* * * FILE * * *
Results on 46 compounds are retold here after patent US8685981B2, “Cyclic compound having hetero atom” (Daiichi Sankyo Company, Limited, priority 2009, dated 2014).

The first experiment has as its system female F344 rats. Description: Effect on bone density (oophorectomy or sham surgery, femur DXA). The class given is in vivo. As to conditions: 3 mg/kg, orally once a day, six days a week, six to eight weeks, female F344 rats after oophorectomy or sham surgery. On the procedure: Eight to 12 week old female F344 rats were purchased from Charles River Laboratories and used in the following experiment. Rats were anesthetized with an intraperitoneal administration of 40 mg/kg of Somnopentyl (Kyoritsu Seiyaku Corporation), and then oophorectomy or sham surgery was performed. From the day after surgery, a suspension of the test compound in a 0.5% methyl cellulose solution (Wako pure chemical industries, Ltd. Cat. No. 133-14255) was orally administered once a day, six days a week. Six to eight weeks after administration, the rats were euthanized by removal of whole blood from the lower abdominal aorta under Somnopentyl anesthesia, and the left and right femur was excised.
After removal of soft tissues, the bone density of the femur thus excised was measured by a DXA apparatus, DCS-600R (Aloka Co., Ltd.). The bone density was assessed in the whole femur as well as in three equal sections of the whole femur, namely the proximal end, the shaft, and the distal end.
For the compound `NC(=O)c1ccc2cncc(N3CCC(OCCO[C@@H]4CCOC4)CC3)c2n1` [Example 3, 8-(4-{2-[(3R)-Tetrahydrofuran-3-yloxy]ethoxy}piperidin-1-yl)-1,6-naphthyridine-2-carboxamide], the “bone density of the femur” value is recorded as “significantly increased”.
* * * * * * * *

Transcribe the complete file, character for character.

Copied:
Results on 46 compounds are retold here after patent US8685981B2, “Cyclic compound having hetero atom” (Daiichi Sankyo Company, Limited, priority 2009, dated 2014).

The first experiment has as its system female F344 rats. Description: Effect on bone density (oophorectomy or sham surgery, femur DXA). The class given is in vivo. As to conditions: 3 mg/kg, orally once a day, six days a week, six to eight weeks, female F344 rats after oophorectomy or sham surgery. On the procedure: Eight to 12 week old female F344 rats were purchased from Charles River Laboratories and used in the following experiment. Rats were anesthetized with an intraperitoneal administration of 40 mg/kg of Somnopentyl (Kyoritsu Seiyaku Corporation), and then oophorectomy or sham surgery was performed. From the day after surgery, a suspension of the test compound in a 0.5% methyl cellulose solution (Wako pure chemical industries, Ltd. Cat. No. 133-14255) was orally administered once a day, six days a week. Six to eight weeks after administration, the rats were euthanized by removal of whole blood from the lower abdominal aorta under Somnopentyl anesthesia, and the left and right femur was excised.
After removal of soft tissues, the bone density of the femur thus excised was measured by a DXA apparatus, DCS-600R (Aloka Co., Ltd.). The bone density was assessed in the whole femur as well as in three equal sections of the whole femur, namely the proximal end, the shaft, and the distal end.
For the compound `NC(=O)c1ccc2cncc(N3CCC(OCCO[C@@H]4CCOC4)CC3)c2n1` [Example 3, 8-(4-{2-[(3R)-Tetrahydrofuran-3-yloxy]ethoxy}piperidin-1-yl)-1,6-naphthyridine-2-carboxamide], the “bone density of the femur” value is recorded as “significantly increased”.